Watercraft Pleasures
By Robert Loewendick / August, 2011

The heron's gaze was aimed at a target near its feet. The long-legged water bird was sizing up his meal that was unaware that it had been selected for life sustainment. The heron speared the water surface with his beak and, just as quickly, retracted from the attack with a writhing baitfish hanging out each side of his bill. Two jerks of the heron's head and the minnow was consumed. I could hear the wildlife feeding as if I was only several feet away - actually, I was - sitting quietly in my kayak, taking in the early morning feeding scene with the heron paying little attention to me.

Paddle sports (kayaking and canoeing) continue to attract people of all ages, physical abilities, and lifestyles. A study performed last year by the Outdoor Industry Association revealed this fact. Kayaking and canoeing have increased in participation by 4.1 per cent and 4.9 per cent, respectively. Paddling provides several elements of excitement for those taking (or avoiding) the plunge.
As many families and individuals focus on spending their recreational allowances frugally, it becomes clear that paddle sports fit the bill nicely. Similar to biking and hiking, paddle sports offer an additional means to spend recreation time together. An 18-foot canoe can handle two adults and one child comfortably. Or for families with multiple kids, two canoes provide the family unit with a pleasant flotilla. A pair of recreational kayaks will keep a family content with taking turns for thirty-minute voyages on a lake or pond.

A trend witnessed at most marinas, parks, and campgrounds is the rental of canoes and kayaks. This fact gives the occasional paddler an option to fulfill his or her desire for a dose of stress-relieving aquatic fun, without spending a few hundred bucks. Renting a canoe or kayak is perfect for those wanting to take a test run before committing to becoming an owner of these watercrafts. Avid paddlers are typically enthused to share their knowledge of the beloved sport with those inquiring. It's common practice for avid paddlers to invite the prospective newbie to join them at the water's edge for an episode of hands-on trial.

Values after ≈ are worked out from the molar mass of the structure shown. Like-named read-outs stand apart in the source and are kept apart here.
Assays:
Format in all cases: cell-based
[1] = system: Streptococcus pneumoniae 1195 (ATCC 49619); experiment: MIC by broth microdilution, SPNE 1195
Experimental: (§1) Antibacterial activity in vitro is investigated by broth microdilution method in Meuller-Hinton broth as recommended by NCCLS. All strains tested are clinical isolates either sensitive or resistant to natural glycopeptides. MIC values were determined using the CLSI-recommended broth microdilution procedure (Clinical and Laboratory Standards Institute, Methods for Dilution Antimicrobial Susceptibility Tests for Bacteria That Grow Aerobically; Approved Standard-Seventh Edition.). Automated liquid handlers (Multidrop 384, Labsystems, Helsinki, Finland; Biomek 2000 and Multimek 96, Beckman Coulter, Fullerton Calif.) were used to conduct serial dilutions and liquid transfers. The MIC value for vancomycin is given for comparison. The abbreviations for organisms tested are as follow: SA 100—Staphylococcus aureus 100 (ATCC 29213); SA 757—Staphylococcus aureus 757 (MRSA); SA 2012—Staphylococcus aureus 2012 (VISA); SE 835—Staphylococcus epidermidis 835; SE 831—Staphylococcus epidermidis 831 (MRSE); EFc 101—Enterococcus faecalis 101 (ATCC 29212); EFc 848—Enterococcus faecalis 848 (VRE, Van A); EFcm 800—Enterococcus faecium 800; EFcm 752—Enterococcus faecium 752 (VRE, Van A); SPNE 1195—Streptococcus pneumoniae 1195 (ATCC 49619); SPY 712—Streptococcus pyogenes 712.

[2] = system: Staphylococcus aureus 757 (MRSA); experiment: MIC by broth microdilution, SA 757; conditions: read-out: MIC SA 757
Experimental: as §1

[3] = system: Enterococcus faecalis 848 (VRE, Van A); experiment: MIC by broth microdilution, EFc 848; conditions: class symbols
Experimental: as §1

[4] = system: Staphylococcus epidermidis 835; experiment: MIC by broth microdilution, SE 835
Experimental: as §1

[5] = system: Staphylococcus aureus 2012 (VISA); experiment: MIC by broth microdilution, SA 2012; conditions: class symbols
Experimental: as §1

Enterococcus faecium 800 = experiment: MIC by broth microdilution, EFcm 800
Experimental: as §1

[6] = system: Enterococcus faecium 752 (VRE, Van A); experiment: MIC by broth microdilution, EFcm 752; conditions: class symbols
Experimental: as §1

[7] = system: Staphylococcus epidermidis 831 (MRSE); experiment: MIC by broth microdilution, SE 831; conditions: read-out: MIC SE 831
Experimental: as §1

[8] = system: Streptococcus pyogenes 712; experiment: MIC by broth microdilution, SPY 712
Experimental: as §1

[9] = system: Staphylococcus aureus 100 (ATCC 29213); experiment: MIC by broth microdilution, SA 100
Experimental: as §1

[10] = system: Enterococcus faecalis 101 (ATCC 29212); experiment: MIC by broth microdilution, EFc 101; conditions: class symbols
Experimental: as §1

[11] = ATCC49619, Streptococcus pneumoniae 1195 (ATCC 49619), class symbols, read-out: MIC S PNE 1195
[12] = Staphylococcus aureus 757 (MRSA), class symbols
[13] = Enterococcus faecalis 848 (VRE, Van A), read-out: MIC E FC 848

Paddling opens up possibilities of adventure that leave non-paddlers on dry ground. Adding a kayak or canoe to a camping trip allows campers to do more than sit around the campsite (unless that is the intention of the camper). Nearly every vehicle can carry a canoe or kayak on top. Doing so gives the camper or the one-day adventurer additional places to explore, with the ability to leave the shore.

For anglers, a canoe or kayak provides the vessel to access remote waters that are not reachable by larger boat or by walking the shoreline. A variety of packing systems are available on the market to outfit a kayak or canoe for a multi-day angling or paddling adventure. It's surprising the amount of gear that can be strapped to and in a paddled craft. By using "dry bags," satchels that are brightly colored and can be sealed watertight, the paddler can rest assured his gear will be fine, in case a roll-over happens.

Experience is crucial to developing into an efficient paddler, although it doesn't take years to become skilled enough to maneuver a kayak or canoe with ease. Paddling is commonly considered to be a super-skilled activity for the agile. This isn't really true, but a couple of hours learning to feel the balance of the watercraft will get you on your way.

Begin in shallow water in case you go over. You can simply stand up and try the attempted maneuver again. If you purchase a paddle craft, reputable dealers will provide useful instruction. The effort will be worth the time invested, and the benefits will soon be reaped. You'll realize this as you glide toward your first close-up, wildlife encounter, or after returning from a day of relaxing paddling.

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